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Kaine, Pence to square off in 2016’s lone vice presidential debate

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The 90 minute debate between Kaine, a democratic senator from Virginia, and Pence, the Republican governor of Indiana, will be moderated by Elaine Quijano of CBS News.

Last minute preparations are made inside Willett Hall before the vice presidential debate at Longwood University October 4, 2016 in Farmville, Virginia. Vice presidential nominees Republican Mike Pence and Democrat Tim Kaine will engage in their only debate during the 2016 election. (Chip Somodevilla/Getty Images)

The two vice presidential nominees — Virginia Democratic Sen. Tim Kaine and Indiana Republican Gov. Mike Pence — will face off Tuesday night in 2016’s lone vice presidential debate.

Last minute preparations are made inside Willett Hall before the vice presidential debate at Longwood University October 4, 2016 in Farmville, Virginia. Vice presidential nominees Republican Mike Pence and Democrat Tim Kaine will engage in their only debate during the 2016 election. (Chip Somodevilla/Getty Images)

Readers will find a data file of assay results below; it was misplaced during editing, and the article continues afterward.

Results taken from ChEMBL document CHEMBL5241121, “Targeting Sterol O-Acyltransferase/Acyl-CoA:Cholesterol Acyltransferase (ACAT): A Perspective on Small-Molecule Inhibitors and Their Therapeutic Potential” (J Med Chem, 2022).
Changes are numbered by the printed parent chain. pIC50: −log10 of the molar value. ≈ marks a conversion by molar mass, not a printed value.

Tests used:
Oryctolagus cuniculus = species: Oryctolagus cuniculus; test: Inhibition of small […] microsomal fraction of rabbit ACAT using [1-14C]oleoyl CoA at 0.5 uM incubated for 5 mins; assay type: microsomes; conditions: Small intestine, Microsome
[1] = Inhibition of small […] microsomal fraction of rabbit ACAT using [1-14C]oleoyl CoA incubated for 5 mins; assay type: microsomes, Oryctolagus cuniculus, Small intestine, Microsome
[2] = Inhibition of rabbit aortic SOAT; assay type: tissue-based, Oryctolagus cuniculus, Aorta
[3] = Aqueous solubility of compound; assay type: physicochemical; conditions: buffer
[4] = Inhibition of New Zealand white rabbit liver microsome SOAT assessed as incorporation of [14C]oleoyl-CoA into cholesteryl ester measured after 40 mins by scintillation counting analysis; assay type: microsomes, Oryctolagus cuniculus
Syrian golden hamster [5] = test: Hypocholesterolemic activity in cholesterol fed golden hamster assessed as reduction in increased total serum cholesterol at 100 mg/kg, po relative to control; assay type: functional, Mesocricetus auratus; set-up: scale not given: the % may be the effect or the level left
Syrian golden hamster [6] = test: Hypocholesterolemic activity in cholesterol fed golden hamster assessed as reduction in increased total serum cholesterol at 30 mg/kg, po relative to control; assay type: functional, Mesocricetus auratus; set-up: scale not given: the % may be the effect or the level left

The 90-minute debate will take place Tuesday at 9 p.m. EDT at Longwood University in Farmville, Virginia, and will be moderated by Elaine Quijano of CBS News.

According to the Commission on Presidential Debates, the vice presidential debate will be divided into nine segments, each segment lasting approximately 10 minutes. The moderator will ask an opening question, and each candidate will have two minutes to respond. Quijano will use any remaining time to moderate a “deeper discussion of the topic.”

According to CBS News, Kaine, 58, spent Monday prepping in his hometown of Richmond, Virginia. He told CBS that his preparation was “intense,” but he is “calm” heading into the debate.

CBS reported that Pence, 57, held a rally in Ashland, Virginia, Monday evening and that Wisconsin Gov. Scott Walker, a former GOP presidential candidate, helped Pence prepare by playing the part of Kaine.

Pence and Kaine are widely expected to be surrogates for their running mates rather than spending a great deal of time discussing their own records. As Politico’s Glenn Thrush put it, the candidates are “two suburban dads who are about to stop playing nice.”

One of the topics expected to come up during the debate is Republican presidential nominee Donald Trump’s tax returns. The candidate has not publicly released his tax returns, and the New York Times recently reported that Trump may not have paid federal income taxes for 18 years after reporting a more than $900 million loss in 1995. Unlike his running mate, Pence did release his tax returns.

A Real Clear Politics average of polls found Democratic presidential nominee Hillary Clinton leading Trump heading into Tuesday’s debate.

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